Facebook Translate is the translation feature for Facebook to help users communicate with each other in different languages.
In a bid to match the translation facility of Google that gives users the option of translating the sites they visit into 50 different languages, Facebook has followed suit and launched the Facebook Translate button with the help of their search partners at Microsoft Bing.
This all new translation feature gives the user the option of quickly translating comments or content on its pages utilizing Bing Translate.
Before Facebook launched this service, its users relied on other services such as Google Translate to help them understand what other users who speak other languages are saying.
However the launch of the new Facebook translation button means that users no longer have to rely on using other systems such as Google Translate, and they will be able to translate text on a page simply by pressing the Facebook Translate button which is conveniently placed right next to the ‘like’ button.
What they will find when they have clicked on the translate button, in its place will appear an ‘Original’ button that will give the user the option of switching back to the original language. The languages it supports at this time are Korean, Japanese, Russian, Taiwanese, English, and Chinese.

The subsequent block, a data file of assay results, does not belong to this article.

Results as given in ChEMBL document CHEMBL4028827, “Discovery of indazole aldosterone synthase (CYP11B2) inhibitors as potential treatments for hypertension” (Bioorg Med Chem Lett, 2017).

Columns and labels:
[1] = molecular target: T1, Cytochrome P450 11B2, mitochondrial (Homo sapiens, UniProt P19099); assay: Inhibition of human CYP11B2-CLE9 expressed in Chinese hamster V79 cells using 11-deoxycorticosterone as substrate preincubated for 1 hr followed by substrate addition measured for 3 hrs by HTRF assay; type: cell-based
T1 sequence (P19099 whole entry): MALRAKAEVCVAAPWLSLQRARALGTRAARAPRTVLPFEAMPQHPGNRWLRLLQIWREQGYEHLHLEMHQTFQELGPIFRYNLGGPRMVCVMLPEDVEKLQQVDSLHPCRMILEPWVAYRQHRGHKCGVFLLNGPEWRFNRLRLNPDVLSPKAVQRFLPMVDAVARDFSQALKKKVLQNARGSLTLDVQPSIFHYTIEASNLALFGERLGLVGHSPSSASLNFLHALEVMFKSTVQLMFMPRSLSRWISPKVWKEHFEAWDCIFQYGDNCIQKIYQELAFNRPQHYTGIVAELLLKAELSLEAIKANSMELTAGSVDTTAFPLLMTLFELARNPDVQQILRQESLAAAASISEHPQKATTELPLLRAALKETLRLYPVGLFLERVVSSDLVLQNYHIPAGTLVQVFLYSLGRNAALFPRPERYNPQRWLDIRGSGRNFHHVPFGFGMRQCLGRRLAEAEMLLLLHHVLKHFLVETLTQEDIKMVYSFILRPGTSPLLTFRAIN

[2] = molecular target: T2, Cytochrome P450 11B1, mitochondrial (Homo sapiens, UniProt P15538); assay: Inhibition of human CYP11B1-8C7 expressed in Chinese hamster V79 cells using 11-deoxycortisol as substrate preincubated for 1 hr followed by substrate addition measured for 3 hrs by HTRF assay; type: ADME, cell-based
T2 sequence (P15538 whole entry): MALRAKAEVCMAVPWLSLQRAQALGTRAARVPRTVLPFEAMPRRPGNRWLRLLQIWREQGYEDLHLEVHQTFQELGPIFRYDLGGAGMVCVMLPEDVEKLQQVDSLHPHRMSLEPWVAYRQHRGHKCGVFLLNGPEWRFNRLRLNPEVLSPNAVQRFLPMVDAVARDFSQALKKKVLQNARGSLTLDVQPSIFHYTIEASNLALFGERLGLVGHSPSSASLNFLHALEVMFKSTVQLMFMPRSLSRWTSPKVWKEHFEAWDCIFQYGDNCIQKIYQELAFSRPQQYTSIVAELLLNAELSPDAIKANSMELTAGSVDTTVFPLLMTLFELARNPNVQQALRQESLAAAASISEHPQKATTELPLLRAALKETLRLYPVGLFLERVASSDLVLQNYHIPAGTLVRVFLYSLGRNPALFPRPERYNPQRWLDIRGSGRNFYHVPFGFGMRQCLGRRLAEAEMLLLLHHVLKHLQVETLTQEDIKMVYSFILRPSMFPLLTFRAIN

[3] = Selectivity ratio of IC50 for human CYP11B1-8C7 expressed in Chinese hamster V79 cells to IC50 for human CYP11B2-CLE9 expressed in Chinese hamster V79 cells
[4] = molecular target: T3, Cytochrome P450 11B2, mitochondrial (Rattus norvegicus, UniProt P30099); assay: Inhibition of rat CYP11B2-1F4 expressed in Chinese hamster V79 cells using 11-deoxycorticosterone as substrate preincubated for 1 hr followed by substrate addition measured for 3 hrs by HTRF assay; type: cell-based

If you want to activate Facebook Translate you will need to take the following steps.
- Go to the edit page interface and from there select the ‘your settings’ tab.
- From there select the ‘translations from’ section where users can enable translations by the following selections; machine and community; machine, community, and admin, or they can disable the feature.
Admins of pages will also be able to see a ‘manage translations’ link under their page posts and they can then delete or approve community-submitted translations or even add their own comments. They can also block content that they object to or even spam as a translation and quickly block them from their Page and from submitting translations to other Pages as well.
This is in addition to the language targeting and geographic tool that Facebook offers in the Page post publisher which gives Pages the opportunity to translate their updates annually and then put them out to the corresponding hoard of fans.
There are now also third-party Facebook Page tools that also offer translation services to help manage this process and are very helpful, but even these are now redundant now all Pages have access to a free, easy, and instantaneous translation tool.
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